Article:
More History

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News

Papaschase First Nation

opens gas station in

Edmonton!

Papaschase First Nations has come a long way of oppression of losing their reserve which was situated at Edmonton Alberta but with all the losing is gain of strength, determination and hope of rebuilding a comeback of rebuilding of nothing to something for ‘The Future’ of Papaschase. This is the year 2020 of rebuilding which to start off, is with the economy in Edmonton Alberta. This sounded a great plan of getting a Gas Station for Papaschase  which is self sufficent for Papaschase peoples in Edmonton Alberta. Papaschase First Nation decided to call Papaschase gas station, “Ote Nikan Papaschase Petro Canada” In Cree language “Ote Nikan means ‘The Future”. Please check the gas station at https://www.papaschasepetro.ca and where the location of 24 hour service, good coffee to go.

They Build Bridges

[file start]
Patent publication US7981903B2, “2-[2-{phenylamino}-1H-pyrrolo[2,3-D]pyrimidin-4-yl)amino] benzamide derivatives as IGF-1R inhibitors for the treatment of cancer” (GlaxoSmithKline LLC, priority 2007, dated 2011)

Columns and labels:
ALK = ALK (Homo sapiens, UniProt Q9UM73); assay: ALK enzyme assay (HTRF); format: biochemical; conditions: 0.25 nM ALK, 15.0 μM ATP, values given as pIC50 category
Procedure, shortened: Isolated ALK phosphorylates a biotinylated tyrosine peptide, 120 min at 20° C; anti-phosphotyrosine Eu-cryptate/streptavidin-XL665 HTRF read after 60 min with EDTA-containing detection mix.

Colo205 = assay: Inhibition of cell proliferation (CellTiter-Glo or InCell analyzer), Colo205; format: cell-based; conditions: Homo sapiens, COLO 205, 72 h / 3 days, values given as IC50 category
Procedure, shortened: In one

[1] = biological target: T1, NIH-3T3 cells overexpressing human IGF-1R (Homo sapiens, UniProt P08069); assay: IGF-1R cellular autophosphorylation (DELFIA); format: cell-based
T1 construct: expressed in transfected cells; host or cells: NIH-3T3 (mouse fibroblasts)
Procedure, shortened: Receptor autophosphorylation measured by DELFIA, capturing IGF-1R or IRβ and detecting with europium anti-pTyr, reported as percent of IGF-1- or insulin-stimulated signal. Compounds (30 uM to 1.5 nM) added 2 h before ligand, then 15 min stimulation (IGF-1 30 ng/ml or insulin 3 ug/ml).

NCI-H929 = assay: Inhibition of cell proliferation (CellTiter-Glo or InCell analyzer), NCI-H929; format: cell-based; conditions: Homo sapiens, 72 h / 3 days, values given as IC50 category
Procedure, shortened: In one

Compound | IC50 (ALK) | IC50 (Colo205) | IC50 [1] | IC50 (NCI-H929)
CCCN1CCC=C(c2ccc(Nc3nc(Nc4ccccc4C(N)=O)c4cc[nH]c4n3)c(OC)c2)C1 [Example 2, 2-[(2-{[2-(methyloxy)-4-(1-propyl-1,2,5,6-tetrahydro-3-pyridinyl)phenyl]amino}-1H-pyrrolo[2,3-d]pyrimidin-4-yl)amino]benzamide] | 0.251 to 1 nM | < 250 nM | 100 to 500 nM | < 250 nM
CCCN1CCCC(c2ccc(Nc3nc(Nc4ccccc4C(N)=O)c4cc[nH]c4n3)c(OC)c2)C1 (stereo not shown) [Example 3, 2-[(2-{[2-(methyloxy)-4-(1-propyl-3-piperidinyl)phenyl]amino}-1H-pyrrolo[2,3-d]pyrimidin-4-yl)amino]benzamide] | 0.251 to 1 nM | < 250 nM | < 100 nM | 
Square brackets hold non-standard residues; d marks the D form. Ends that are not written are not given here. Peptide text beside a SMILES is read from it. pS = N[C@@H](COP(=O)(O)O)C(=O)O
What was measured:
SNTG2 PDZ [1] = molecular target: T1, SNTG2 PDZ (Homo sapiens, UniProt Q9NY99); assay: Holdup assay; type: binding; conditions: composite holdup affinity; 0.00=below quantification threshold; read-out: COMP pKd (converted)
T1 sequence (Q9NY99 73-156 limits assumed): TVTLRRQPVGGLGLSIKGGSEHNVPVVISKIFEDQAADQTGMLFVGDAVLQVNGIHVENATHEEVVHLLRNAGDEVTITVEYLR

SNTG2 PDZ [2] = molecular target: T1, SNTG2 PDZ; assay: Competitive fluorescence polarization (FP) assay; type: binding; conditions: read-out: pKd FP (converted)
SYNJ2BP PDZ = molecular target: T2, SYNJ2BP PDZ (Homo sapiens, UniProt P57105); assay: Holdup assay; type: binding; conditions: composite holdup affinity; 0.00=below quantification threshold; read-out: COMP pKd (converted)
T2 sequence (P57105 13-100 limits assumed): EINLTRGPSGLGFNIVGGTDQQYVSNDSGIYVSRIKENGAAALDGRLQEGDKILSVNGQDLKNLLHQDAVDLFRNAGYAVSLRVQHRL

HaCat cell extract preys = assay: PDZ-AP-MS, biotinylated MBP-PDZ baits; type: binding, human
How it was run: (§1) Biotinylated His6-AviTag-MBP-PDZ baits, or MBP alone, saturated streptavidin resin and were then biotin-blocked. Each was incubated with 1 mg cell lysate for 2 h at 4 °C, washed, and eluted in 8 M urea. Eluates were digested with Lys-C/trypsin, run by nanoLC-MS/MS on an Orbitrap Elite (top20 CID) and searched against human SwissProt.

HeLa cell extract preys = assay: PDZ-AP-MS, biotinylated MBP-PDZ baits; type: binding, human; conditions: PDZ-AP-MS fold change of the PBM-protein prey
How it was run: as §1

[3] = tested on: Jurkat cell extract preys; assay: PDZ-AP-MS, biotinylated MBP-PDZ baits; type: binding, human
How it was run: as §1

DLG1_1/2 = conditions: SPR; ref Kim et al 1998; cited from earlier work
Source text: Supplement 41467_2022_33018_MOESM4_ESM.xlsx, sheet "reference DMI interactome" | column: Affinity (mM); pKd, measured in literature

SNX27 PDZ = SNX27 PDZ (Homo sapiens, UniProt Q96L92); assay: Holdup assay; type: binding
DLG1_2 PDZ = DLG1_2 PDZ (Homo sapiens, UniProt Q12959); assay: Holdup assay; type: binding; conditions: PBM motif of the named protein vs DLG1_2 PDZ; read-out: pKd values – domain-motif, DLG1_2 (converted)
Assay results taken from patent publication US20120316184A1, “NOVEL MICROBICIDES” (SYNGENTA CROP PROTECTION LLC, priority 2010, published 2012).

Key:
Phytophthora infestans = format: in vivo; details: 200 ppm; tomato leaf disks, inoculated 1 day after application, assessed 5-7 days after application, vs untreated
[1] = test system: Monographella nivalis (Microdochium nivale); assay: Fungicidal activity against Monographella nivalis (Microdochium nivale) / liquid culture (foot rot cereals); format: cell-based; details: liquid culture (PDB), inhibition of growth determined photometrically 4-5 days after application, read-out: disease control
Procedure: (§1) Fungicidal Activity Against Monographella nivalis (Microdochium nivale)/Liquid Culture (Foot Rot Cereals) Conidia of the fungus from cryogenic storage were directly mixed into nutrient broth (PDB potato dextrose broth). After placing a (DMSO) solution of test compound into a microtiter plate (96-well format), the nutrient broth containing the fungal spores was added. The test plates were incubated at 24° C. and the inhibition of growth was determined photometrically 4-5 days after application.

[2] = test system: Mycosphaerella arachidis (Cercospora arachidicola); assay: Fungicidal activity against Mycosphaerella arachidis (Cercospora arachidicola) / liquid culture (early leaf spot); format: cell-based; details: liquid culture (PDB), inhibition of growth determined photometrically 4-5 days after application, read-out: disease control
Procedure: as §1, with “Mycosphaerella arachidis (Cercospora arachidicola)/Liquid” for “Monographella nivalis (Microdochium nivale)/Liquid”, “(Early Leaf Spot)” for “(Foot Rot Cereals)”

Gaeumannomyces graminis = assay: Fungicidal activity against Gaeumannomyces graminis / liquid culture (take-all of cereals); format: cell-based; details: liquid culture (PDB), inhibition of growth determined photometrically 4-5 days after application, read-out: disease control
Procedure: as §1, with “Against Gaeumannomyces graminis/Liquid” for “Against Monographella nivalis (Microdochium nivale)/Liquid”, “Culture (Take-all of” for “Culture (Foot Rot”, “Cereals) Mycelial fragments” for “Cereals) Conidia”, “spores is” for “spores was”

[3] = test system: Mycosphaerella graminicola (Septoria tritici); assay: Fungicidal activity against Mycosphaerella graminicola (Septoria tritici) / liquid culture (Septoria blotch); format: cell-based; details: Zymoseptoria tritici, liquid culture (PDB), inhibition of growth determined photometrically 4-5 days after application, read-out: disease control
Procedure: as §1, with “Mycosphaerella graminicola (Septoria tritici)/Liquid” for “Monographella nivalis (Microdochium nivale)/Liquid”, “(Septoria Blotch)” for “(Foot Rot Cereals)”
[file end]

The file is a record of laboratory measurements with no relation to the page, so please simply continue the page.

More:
Wonderful News story on a small victory for the Papaschase First Nations people! I’ve been following their story and progress from some time now, and I invite you and all your friends to support this first historical business venture! Come by get some gas, and a bannock burger when you need gas in Edmonton! Say hi to manager Allison Yellowknee, (photo Unavailable), Melissa Johnson, Brendan Keewatin (pictured below) and others as this exciting progress takes shape. The Papaschase signed Treaty 6 on August 21, 1877, and were given a reserve within much of what later became southeast Edmonton, Alberta including all of Mill Woods.[1] The reserve was petitioned by the new settlers to leave sometime around 1891 (they were actually coerced by Indian agents in 1888), when the Canadian Pacific Railway's Calgary to Edmonton branch arrived in the nearby Town of Strathcona. The former reserve is now bound on the north by 51 Avenue, on the west by 119 Street, on the south by 30 Avenue SW, and on the east by 17 Street NW.[2] The former reserve was incrementally absorbed in its entirety by the City of Edmonton over a series of seven annexations between December 30, 1959 and January 1, 1982. ((Definition of land annexation - to attach, append, or add, especially to something larger or more important. to incorporate (territory) into the domain of a city, country, or state: to take or appropriate, especially without permission.))